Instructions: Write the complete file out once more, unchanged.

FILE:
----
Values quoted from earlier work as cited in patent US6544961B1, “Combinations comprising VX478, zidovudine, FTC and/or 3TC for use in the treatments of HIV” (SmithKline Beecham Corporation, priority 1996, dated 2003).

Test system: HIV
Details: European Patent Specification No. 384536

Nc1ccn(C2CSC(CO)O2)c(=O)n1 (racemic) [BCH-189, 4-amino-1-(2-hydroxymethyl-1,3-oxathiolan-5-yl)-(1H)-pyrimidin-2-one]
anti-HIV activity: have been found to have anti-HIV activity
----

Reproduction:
Values quoted from earlier work as cited in patent US6544961B1, “Combinations comprising VX478, zidovudine, FTC and/or 3TC for use in the treatments of HIV” (SmithKline Beecham Corporation, priority 1996, dated 2003).

Test system: HIV
Details: European Patent Specification No. 384536

Nc1ccn(C2CSC(CO)O2)c(=O)n1 (racemic) [BCH-189, 4-amino-1-(2-hydroxymethyl-1,3-oxathiolan-5-yl)-(1H)-pyrimidin-2-one]
anti-HIV activity: have been found to have anti-HIV activity